“Whooo!” Mango raises his arms in victory, revealing a body tattooed by mud and blood. The crowd goes wild. He high-fives the other competitors, including Trevor, who somehow has made it to the bottom in one (very muddy but largely unscathed) piece.

I’m strongly reconsidering doing this race. Someone reassures me that the competitive wave is much riskier than the casual “fun” waves yet to come, but I can’t help but think about what Charlie and Trevor told me the night before: The women’s cheese rolls typically have more injuries than the men’s.

“Why is that?” I asked.

“Girls don’t know how to fall” is Charlie’s explanation. “Boys grew up fighting, playing rugby, getting dirty. We know how to take a hit. Do you?”

“I think so,” I said, recalling the many times I’d tripped and skinned my knee while trail running. In training and racing, I had proven that I had a high pain threshold. In fact, I had always thought of myself as a tough cookie. Charlie and Trevor looked at each other with raised eyebrows. They didn’t say it, but I knew what they were thinking: She doesn’t know what she’s doing.

That evening, my crash course in cheese rolling also included a crash course in falling. If I felt myself losing my footing, they instructed, I should try to fall backward into the hill, not forward. Try to land on my bum instead of putting my hands behind me. And if I lost control, I should go limp. “Don’t tense up,” Trevor warned. “It only makes things worse.”

At the time, I thought they were preparing me for the unlikely event I might take a tumble. Now, at the foot of Cooper’s Hill, watching wave after wave of mayhem, I was beginning to see that falling was an absolute inevitability.

I tried to talk myself into doing the cheese roll. I tried to talk myself out of doing the cheese roll. I tried to do something other than freak out behind a bale of hay: Fuck. Fuck, fuck, fuckity fuck fuck fuck.

Finally, I made a compromise with myself: I would go down the hill but not competitively. I’d stick to the side of the course, go slowly, and slide down on my ass if necessary.

As it turned out, several other women had the same plan. While the men were perfectly happy to fling themselves down the hill, the women took a more sensible approach to the cheese roll—namely, one that wouldn’t end in a neck brace. As our wave congregated at the top of the hill, the women organized into two groups: a small-but-competitive group, which included last year’s winner, and the rest of us bucket-listers who were perfectly okay with giving up our right to dairy victory.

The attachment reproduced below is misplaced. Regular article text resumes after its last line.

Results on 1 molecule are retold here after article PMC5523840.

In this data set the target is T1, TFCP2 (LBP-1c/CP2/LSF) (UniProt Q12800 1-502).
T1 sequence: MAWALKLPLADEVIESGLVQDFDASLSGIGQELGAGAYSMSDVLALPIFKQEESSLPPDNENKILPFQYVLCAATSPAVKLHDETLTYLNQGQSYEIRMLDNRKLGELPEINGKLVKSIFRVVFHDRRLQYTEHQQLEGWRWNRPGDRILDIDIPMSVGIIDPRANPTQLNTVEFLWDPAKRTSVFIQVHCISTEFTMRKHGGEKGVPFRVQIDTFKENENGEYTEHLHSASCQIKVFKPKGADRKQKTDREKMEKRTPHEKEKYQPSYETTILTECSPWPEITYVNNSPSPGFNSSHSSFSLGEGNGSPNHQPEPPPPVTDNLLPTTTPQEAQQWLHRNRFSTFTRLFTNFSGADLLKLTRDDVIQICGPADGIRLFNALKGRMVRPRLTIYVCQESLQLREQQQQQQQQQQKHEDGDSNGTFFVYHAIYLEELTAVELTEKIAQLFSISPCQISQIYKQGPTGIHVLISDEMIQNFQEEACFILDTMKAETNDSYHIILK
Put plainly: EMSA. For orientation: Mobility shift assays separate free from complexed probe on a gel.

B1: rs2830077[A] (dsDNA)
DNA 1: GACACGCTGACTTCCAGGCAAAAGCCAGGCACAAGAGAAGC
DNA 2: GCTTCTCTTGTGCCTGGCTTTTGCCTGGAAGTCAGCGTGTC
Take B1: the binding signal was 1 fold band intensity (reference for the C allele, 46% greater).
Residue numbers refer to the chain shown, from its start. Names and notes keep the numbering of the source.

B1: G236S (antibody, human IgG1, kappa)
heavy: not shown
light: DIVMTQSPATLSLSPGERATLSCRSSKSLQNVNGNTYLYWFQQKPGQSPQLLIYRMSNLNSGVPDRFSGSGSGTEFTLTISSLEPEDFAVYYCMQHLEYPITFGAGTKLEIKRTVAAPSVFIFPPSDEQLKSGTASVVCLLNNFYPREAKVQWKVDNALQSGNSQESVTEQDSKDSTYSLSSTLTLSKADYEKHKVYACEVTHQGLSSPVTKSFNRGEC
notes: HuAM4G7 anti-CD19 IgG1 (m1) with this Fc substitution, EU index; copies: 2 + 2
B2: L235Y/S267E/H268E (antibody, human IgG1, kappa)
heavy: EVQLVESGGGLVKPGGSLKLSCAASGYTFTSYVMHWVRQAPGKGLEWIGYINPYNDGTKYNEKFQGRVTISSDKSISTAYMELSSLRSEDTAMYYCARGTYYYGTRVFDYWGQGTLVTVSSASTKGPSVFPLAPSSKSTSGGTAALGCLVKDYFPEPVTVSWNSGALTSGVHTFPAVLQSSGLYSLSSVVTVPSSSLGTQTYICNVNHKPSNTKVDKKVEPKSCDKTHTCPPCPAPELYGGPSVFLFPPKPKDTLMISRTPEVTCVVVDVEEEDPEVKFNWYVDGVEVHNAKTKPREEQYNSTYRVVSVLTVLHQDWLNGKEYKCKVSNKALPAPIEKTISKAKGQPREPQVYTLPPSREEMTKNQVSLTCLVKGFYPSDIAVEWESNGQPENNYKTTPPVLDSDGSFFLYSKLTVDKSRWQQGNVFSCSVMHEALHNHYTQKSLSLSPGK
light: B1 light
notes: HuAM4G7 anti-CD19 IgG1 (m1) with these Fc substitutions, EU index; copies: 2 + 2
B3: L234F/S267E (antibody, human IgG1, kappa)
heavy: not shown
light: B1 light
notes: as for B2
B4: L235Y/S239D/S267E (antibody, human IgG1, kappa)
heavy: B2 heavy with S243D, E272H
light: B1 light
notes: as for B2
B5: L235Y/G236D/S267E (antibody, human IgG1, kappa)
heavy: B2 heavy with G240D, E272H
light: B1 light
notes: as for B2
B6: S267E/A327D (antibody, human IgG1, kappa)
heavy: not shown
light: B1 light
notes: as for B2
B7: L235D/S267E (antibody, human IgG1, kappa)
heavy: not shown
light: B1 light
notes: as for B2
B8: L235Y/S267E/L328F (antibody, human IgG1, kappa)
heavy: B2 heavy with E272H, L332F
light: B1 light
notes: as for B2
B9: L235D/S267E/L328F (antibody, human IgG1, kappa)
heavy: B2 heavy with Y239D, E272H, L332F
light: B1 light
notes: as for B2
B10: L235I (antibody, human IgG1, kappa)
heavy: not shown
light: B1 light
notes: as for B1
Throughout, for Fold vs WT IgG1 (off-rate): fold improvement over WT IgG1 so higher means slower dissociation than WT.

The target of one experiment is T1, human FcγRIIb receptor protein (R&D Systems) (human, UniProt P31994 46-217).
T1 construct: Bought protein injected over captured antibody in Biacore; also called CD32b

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Cheesemaster Jem counted down from 10 and then bowled the wheel down the hill. The competitive women barreled down after it, throwing elbows and shoving each other out of the way. As they landed at the base with concussions and dislocated shoulders, the rest of us held hands and carefully sidestepped down the incline. One by one, we slipped on the mud, squealing as we skidded down the hill. Our rear ends awkwardly and painfully bumped over rocks and divots, yet we couldn’t stop laughing. At the base of the hill, we slid to the feet of the rugby players, who gamely scooped us up and carried us over their shoulders to safety behind the bales of hay, revealing our torn-up backsides to the cheering spectators.

Did I cop out? Absolutely. Joining an ass-sledding flotilla of women wasn’t what I had set out to do. But remember, I originally came to England to drink afternoon tea and jog down a gentle grassy incline. Instead, I got my new friends Trevor and Charlie, double-fisting morning beers and teaching me how to fall. I came for a silly run and would leave with a scar on my butt cheek and the craziest story to explain it. There was no race medal or T-shirt, but as far as souvenirs went, this was a pretty good one.

When I got back to my hotel that afternoon, I threw away my torn, muddy shorts and soaked my bruised rear end in the bathtub. My phone buzzed with a text from Neil.

How was the cheese chasing? Neil asked. Was it everything you dreamed it would be?

Hell, no. I replied. Nothing at all like I expected.

No?

No. It was even better.

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Running offers much more than road racing. In Running Outside the Comfort Zone, sports columnist Susan Lacke explores running in its many shapes and forms, taking on running challenges that scare her, push her, and downright embarrass her.